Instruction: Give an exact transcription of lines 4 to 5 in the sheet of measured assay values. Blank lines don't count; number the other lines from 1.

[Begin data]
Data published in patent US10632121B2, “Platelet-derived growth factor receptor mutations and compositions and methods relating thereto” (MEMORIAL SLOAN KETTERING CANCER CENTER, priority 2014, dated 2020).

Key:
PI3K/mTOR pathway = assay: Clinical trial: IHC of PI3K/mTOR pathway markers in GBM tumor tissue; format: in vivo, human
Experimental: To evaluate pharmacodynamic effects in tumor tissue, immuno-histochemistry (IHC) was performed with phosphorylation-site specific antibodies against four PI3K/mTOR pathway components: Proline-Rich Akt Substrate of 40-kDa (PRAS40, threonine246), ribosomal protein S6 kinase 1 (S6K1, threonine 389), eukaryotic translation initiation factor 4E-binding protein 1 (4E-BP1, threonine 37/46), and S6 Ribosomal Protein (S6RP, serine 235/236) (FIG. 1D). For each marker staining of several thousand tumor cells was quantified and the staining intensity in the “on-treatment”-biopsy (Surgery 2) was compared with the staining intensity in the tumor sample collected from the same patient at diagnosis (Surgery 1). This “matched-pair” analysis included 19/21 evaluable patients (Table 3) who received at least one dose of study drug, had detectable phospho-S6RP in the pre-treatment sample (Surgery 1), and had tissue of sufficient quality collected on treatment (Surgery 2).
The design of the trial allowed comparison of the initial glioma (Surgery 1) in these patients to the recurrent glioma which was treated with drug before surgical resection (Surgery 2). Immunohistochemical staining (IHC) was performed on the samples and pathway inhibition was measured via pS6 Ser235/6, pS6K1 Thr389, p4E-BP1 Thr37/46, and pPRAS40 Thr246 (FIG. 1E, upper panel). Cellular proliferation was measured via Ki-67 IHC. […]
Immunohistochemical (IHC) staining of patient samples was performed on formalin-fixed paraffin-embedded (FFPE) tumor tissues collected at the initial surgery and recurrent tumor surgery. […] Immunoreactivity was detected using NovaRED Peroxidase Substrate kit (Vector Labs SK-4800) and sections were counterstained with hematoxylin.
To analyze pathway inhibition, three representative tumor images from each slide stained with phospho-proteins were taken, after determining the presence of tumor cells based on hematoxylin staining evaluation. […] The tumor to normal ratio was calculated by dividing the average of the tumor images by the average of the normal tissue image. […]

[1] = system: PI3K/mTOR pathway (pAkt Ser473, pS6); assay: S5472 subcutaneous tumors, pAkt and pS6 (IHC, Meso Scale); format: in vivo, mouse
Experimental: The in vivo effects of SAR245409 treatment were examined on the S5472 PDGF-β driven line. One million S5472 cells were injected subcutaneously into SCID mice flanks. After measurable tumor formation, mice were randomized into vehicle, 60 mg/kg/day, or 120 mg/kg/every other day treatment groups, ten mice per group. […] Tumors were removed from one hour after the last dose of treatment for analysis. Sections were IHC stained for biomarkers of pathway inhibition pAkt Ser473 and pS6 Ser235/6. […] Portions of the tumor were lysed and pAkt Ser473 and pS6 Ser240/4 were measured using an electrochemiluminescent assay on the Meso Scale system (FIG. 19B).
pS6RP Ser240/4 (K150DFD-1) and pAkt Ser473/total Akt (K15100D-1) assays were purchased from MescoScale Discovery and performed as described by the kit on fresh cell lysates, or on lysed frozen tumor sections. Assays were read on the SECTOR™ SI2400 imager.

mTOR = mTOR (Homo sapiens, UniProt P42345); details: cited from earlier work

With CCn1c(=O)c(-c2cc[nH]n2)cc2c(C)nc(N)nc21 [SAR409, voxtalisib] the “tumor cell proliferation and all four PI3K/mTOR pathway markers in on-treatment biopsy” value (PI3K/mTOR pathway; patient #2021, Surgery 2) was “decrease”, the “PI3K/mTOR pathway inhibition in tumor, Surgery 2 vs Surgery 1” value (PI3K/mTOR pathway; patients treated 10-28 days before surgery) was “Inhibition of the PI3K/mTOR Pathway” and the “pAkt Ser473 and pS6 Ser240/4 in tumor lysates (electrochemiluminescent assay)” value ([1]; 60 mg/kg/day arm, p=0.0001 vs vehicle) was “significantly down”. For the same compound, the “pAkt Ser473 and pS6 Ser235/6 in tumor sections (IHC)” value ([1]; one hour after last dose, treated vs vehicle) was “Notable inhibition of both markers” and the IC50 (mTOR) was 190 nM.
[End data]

Experimental: To evaluate pharmacodynamic effects in tumor tissue, immuno-histochemistry (IHC) was performed with phosphorylation-site specific antibodies against four PI3K/mTOR pathway components: Proline-Rich Akt Substrate of 40-kDa (PRAS40, threonine246), ribosomal protein S6 kinase 1 (S6K1, threonine 389), eukaryotic translation initiation factor 4E-binding protein 1 (4E-BP1, threonine 37/46), and S6 Ribosomal Protein (S6RP, serine 235/236) (FIG. 1D). For each marker staining of several thousand tumor cells was quantified and the staining intensity in the “on-treatment”-biopsy (Surgery 2) was compared with the staining intensity in the tumor sample collected from the same patient at diagnosis (Surgery 1). This “matched-pair” analysis included 19/21 evaluable patients (Table 3) who received at least one dose of study drug, had detectable phospho-S6RP in the pre-treatment sample (Surgery 1), and had tissue of sufficient quality collected on treatment (Surgery 2).
The design of the trial allowed comparison of the initial glioma (Surgery 1) in these patients to the recurrent glioma which was treated with drug before surgical resection (Surgery 2). Immunohistochemical staining (IHC) was performed on the samples and pathway inhibition was measured via pS6 Ser235/6, pS6K1 Thr389, p4E-BP1 Thr37/46, and pPRAS40 Thr246 (FIG. 1E, upper panel). Cellular proliferation was measured via Ki-67 IHC. […]